Imran Khan’s PTI party begins coalition talks as rivals plan protests in Pakistan
The latest tally, released early Saturday after long delays, showed Imran Khan’s Pakistan Tehreek-e-Insaf (PTI) short of the 137 majority mark by 26 seats while the outgoing Pakistan Muslim League-Nawaz (PML-N) is a distant second with 64 seats.Updated: Jul 28, 2018 22:01 IST
Imran Khan’s Pakistan Tehreek-e-Insaf (PTI) has secured the support of eight independent members of parliament, but is still short of the 137 needed to form the country’s next government.
The Election Commission declared that the PTI won 116 out of the 270 seats in Wednesday’s elections. The Pakistan Muslim League-Nawaz (PML-N) secured 64, the Pakistan Peoples Party (PPP) won 43 and independent candidates carried 13. The voter turnout was 51.85%, said commission spokesperson Nadeem Qasim.
Several candidates have filed objections to the results and demanded recounts, which are underway in many National Assembly constituencies as well as in provincial seats.
The PTI said it is confident it would form the government both at the centre and in Punjab province. PTI won 123 provincial assembly seats in Punjab, but PML-N is narrowly ahead with 127 seats. PML-Q won seven seats, while PPP bagged six.
Five independent candidates who agreed to support PTI in Punjab Assembly reached Islamabad from Multan through a special aircraft. The announcement of their induction is expected soon.
Allegations of partiality by the Election Commission continued to mount. Former prime minister Shahid Khaqan Abbasi’s petition for a recount in his NA-57 Murree constituency was rejected on Saturday by the returning officer. Abbasi lost his home constituency and allegations of rigging were hurled by PML-N workers after they were stopped from interfering in the counting process.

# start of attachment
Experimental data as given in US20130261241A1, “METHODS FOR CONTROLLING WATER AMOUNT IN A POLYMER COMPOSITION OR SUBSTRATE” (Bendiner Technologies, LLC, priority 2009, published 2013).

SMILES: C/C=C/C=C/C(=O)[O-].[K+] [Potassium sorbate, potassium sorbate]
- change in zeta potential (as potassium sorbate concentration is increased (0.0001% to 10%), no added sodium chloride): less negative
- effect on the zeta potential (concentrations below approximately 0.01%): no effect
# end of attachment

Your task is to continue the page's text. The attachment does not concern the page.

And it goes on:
For its part, PPP while rejecting election results, demanded the resignation of the Chief Election Commissioner but at the same time said it would sit in parliament.
“PPP believes in democratic dispensation and will be part of parliament process. We will try to convince other opposition parties to come to parliament and take up this issue over there,” party chairman Bilawal Bhutto Zardari told reporters.
The All Parties Conference (APC) convened by the Muttahida Majlis-e-Amal (MMA) – an alliance of religious parties – on Friday night failed to create any ripples due to non-participation of some key stakeholders and refusal of PML-N not to take oath as lawmakers of national and provincial legislatures.
There was a visible divide among the participants from the parties that faced a crushing defeat at the hands of PTI. The MMA announced that its elected members would not take oath to protest the “stolen public mandate” and demanded fresh polls. The PML-N, however, refused to become part of this move, saying it would internally discuss the matter before adopting a decisive strategy.
The event’s significance was undermined after PPP, the third largest political force, as well as some other stakeholders like the Grand Democratic Alliance (GDA) announced not to participate citing its ‘extensive internal commitments’ in Sindh province.
The APC, which consists of more than a dozen parties, promised to protest the results.
Retired general and analyst Talat Masood said the APC may succeed in sparking pockets of unrest but did not see the movement upsetting stability at the national level.
“Opposition parties are divided and they are not genuinely in a mood to form any major opposition. I don’t think they have this stamina and the support of the people for going for a big movement,” said Masood.
The protests announcement late Friday came as the United States, the European Union and other observers aired reservations over widespread claims that the powerful military had tried to fix the playing field in Khan’s favour.
Khan’s victory represents an end to decades of rotating leadership between the PML-N and the Pakistan PPP that was punctuated by periods of military rule.
The vote was meant to be a rare democratic transition in the Muslim country, which has been ruled by the powerful army for roughly half its history.
But it was marred by violence and allegations of military interference in the months leading up to the vote, with Khan seen as the beneficiary.
The former cricket star will face myriad challenges, including militant extremism, an economic crisis with speculation that Pakistan will have to seek a bailout from the International Monetary Fund, water shortages and a booming population. (With agency inputs)